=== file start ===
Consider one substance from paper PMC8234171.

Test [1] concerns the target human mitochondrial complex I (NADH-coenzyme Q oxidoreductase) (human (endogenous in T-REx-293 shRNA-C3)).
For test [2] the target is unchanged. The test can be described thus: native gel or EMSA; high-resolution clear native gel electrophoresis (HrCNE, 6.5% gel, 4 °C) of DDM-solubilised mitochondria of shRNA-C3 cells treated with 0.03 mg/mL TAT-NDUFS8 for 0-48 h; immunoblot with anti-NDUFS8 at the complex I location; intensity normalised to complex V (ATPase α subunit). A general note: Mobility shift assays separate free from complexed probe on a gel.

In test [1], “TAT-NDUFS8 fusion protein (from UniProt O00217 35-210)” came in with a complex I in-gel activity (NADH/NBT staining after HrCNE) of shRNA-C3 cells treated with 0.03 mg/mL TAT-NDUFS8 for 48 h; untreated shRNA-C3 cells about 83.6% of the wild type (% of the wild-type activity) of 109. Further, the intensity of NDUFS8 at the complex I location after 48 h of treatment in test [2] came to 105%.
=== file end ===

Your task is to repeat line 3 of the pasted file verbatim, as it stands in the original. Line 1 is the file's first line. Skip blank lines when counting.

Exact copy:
For test [2] the target is unchanged. The test can be described thus: native gel or EMSA; high-resolution clear native gel electrophoresis (HrCNE, 6.5% gel, 4 °C) of DDM-solubilised mitochondria of shRNA-C3 cells treated with 0.03 mg/mL TAT-NDUFS8 for 0-48 h; immunoblot with anti-NDUFS8 at the complex I location; intensity normalised to complex V (ATPase α subunit). A general note: Mobility shift assays separate free from complexed probe on a gel.